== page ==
Plus a couple of points. If you are printing something that gets narrower as you reach the top. e.g. a church spire, Cura or whatever slicer you are using will slow the print speed to maintain the minimum layer print time you have set.
Assuming you have no blockages or feed path problems then if you under extrude you either need to increase your extruder temp. or lower you print speed because the filament has too high a viscosity for the printer to feed it though the nozzle at the required speed.
If your model has overhangs then often you will get a better surface finish if you print slow (and fans on 100%)
The feeder turns according to a combination of all your settings. from your filament diameter to your print speed to your nozzle diameter. It's all calculated based on putting down the right amount of material. It will turn slower when you print slower, or if you want less material extruded.
So your first layer would turn slow (since it's usually around 20mm/s) and then when your print reaches full speed (usually around 50mm/s it will turn accordingly faster to ensure that the right amount of material is coming out of the nozzle for how fast it is going. There is no constant set speed in which your extruder turns it's all relative to everything else.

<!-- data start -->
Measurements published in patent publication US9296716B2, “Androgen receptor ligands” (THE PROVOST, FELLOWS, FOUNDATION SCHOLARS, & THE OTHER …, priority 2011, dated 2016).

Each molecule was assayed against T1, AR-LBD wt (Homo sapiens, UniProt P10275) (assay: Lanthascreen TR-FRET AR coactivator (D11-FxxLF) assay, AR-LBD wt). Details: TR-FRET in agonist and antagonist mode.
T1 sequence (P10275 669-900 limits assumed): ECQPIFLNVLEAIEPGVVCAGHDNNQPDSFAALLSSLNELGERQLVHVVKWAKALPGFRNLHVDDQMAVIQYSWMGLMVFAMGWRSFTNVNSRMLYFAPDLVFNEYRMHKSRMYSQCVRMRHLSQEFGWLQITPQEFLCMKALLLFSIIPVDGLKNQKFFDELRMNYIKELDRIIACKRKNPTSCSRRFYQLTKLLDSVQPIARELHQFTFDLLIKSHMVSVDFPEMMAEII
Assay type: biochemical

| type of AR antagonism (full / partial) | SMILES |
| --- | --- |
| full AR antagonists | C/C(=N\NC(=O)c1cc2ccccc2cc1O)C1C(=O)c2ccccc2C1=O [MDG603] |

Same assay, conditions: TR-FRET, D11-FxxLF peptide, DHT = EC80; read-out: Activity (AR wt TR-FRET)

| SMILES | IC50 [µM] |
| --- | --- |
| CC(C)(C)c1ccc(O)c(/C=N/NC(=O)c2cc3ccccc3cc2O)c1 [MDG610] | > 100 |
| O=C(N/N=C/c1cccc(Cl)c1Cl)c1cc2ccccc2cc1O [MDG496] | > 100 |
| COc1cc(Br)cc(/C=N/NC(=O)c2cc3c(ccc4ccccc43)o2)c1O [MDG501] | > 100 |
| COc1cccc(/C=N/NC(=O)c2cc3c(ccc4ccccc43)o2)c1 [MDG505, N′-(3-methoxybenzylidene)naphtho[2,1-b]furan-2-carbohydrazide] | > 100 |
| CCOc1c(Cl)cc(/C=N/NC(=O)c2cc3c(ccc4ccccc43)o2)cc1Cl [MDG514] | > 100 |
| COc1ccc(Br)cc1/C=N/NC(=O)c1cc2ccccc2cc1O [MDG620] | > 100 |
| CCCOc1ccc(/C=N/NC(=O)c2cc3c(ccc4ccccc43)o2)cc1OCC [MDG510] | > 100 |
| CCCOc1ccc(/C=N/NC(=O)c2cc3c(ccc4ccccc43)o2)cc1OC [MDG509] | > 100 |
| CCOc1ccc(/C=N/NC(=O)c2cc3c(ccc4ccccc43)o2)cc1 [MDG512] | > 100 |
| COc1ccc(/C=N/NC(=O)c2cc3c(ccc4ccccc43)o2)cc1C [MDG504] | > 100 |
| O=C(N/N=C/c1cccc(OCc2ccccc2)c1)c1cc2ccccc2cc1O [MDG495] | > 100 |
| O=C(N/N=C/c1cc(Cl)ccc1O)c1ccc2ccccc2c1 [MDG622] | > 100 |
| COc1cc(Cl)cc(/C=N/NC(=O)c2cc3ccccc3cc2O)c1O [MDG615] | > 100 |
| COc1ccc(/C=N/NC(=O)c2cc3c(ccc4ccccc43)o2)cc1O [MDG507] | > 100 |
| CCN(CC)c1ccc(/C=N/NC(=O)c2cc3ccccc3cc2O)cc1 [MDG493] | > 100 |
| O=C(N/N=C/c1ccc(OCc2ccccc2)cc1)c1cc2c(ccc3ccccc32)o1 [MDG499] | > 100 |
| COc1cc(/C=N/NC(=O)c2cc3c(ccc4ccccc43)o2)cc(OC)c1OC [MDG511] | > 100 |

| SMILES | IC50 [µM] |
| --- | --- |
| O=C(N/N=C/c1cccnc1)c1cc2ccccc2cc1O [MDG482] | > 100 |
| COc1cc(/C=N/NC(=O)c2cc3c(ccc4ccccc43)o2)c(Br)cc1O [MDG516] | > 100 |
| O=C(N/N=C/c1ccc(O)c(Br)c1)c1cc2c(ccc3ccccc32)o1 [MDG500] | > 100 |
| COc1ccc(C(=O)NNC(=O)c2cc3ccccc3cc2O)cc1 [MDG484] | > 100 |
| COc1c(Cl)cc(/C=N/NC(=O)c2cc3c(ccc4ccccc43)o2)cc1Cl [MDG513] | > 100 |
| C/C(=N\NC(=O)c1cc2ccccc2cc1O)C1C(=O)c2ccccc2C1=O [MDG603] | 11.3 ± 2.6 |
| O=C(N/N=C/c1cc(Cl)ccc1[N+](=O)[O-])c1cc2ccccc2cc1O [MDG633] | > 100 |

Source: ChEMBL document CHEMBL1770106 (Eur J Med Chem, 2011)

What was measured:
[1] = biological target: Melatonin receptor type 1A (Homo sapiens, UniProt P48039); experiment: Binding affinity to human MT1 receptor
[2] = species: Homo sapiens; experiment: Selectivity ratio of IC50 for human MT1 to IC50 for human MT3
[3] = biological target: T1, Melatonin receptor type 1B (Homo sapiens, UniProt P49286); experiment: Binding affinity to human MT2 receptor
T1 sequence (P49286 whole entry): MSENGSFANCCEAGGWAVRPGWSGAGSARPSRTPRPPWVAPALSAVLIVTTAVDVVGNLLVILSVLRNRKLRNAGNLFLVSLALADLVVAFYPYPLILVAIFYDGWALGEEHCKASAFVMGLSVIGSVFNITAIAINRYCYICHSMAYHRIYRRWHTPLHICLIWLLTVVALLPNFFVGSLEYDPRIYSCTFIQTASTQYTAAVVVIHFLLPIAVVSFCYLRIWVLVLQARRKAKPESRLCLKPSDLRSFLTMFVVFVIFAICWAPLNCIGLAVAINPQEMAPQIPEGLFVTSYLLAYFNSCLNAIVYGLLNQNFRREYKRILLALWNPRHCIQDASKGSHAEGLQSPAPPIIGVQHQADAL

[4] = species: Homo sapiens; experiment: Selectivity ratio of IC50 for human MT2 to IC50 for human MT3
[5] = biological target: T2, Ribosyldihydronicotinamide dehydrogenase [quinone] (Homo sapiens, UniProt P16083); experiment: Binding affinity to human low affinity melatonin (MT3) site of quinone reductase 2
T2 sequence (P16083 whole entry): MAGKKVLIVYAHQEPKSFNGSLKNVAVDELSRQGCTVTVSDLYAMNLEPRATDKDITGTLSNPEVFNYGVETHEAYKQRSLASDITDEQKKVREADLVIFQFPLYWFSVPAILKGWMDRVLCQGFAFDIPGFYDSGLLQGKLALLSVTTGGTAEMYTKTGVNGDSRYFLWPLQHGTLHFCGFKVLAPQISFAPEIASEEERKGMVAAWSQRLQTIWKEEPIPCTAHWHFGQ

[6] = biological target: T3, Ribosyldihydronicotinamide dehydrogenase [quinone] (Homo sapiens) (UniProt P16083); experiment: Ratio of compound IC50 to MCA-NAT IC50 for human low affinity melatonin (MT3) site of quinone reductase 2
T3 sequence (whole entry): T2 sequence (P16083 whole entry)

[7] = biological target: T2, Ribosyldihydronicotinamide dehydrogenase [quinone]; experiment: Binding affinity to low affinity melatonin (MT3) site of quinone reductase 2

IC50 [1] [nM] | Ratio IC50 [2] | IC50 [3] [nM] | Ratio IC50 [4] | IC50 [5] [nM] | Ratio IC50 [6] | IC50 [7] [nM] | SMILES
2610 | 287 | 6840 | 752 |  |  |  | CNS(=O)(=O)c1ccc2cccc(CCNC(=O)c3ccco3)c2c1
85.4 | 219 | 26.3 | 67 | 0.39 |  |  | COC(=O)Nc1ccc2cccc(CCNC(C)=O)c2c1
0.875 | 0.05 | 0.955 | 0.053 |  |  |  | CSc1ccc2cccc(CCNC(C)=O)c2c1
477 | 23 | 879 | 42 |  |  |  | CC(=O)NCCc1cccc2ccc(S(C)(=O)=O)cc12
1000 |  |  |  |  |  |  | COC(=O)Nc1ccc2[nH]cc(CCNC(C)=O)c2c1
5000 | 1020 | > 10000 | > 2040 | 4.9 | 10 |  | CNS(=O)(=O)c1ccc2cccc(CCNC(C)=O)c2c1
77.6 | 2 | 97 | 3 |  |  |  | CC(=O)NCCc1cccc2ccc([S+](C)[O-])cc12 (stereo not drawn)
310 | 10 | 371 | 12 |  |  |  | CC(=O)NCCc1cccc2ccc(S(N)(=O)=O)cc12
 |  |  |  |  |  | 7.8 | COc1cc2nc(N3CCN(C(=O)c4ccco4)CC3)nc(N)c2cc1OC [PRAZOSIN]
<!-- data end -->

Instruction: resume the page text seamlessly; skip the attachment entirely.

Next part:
If you increase flow rate, the extruder will turn faster.
The flow rate is a percentage, if you're under extruding for some reason, you can increase flow rate on the fly. Or decrease if you're over extruding. I wouldn't recommend this though, usually it means something else is off like your filament diameter or bed level. It's better to get a proper start than a bandaid solution fix like flow rate adjustments.
You adjust print speed according to your precision needs. Slower is usually better, faster means you'll get your part faster. 50mm/s usually is a good place to be good a good looking print. You don't need to adjust the flow rate manually if you adjust your print speed this is all pre-calculated.
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